Last night, I found myself in the audience of an ABC TV show Difference of Opinion. Jeff McMullin and his team had gathered together what he described as a “youthful” panel which included the Australian Christian Lobby head Jim Wallace. Jim insisted Sheik Hilaly, as Mufti of Australia, reflects the views of Muslims in some institutional fashion. Perhaps in the same manner as Cardinal Pell’s views represent those of all Catholics? My Catholic mother-in-law probably wouldn’t agree.
Ultra-conservative Christian lobbyists and their political allies love talking about the threats posed by “them” Muslims to “us” Westerners, often doing so on the basis of minimal knowledge and maximum hubris. Sometimes they make claims about the powers allegedly exercised by the likes of Hilaly without even bothering to read their own websites.
Sadly, the antics of Hilaly and others of his ilk provide them with plenty of ammunition. But it doesn’t do anyone any favours to suggest Hilaly plays the role of vicar or pope of some fictitious Islamic “church”.
Indeed, even the President of the Lebanese Moslems Association (LMA), Tom Zreika, told me yesterday afternoon he has little or no control over Hilaly, who wasn’t on the LMA’s payroll and shares use of the mosque office with other sheiks. At best, Hilaly is an honorary imam who leads the prayer services from time to time.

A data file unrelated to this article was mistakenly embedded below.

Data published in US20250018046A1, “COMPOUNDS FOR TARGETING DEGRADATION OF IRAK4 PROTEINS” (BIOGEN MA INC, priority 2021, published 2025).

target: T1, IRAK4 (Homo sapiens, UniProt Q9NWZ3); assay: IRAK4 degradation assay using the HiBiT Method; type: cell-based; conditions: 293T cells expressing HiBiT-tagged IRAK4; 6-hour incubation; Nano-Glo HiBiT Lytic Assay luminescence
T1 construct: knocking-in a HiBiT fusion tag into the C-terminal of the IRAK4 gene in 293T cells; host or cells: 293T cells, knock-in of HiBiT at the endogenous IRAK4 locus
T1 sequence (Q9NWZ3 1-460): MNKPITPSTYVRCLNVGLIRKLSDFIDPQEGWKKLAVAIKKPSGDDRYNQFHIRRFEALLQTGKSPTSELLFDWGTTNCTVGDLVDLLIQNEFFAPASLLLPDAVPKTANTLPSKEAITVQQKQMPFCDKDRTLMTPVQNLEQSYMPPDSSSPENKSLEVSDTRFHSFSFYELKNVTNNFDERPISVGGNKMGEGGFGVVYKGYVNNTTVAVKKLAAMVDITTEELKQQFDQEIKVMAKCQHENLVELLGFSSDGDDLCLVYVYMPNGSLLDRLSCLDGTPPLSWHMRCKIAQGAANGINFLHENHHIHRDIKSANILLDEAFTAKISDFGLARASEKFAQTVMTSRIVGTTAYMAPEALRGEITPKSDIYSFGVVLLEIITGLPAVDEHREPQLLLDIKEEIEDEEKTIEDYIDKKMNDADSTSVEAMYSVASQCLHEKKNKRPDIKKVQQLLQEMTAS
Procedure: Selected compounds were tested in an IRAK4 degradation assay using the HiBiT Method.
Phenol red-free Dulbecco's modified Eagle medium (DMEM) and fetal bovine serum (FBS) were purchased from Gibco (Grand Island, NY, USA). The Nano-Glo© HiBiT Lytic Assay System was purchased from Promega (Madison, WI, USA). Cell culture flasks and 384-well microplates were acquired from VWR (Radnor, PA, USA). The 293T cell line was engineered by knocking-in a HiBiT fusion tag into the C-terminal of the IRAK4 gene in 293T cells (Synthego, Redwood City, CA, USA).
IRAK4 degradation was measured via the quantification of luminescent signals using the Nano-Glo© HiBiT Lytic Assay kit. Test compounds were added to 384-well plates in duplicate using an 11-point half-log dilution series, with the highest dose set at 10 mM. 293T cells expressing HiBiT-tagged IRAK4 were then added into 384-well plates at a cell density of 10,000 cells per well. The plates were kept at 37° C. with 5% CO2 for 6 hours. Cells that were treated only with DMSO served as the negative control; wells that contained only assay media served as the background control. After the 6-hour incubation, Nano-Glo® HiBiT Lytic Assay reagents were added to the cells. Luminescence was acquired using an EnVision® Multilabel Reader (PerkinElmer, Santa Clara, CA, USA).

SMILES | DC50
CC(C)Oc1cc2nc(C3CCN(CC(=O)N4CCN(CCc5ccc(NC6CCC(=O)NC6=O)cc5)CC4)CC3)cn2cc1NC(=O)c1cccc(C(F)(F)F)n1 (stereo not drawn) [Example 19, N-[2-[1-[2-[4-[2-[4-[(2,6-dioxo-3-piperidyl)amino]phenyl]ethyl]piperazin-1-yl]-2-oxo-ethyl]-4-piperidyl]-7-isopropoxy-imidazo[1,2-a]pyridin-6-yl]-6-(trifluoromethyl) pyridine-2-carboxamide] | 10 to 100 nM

Zreika has done more than any other Sydney mosque leader to sideline Hilaly. Zreika’s law firm acted for the new National Board of Imams, drafting their constitution and looking after their legalities. He also produced a document suggesting how the new board might define the various roles Australian imams could play.
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Now Zreika has issued a press release which suggests distribution of donations for Lebanese victims of the conflict with Israel last year was primary responsibility of Sheik Yahya Safi, with Hilaly only playing a minor role assisting in the distribution. The only documentation Hilaly has produced is hand-written records of recipients on a Rydges hotel room pad. Among those recipients is believed to be a radio station with close ties to Iraqi dissidents.
As if radio stations need food, clothing and housing!
Hilaly knows his predecessor, the late Sheik Khaled Zeidan, was removed from the position of imam of the Imam Ali Mosque in Lakemba during the early 1980s in part because of allegations of financial irregularities. As a jurist of Islamic sacred law, Hilaly should also know the necessity of keeping written records of funds he holds on trust.
This really is kindergarten stuff. Hilaly should have known better. Let’s see if he provides any documents.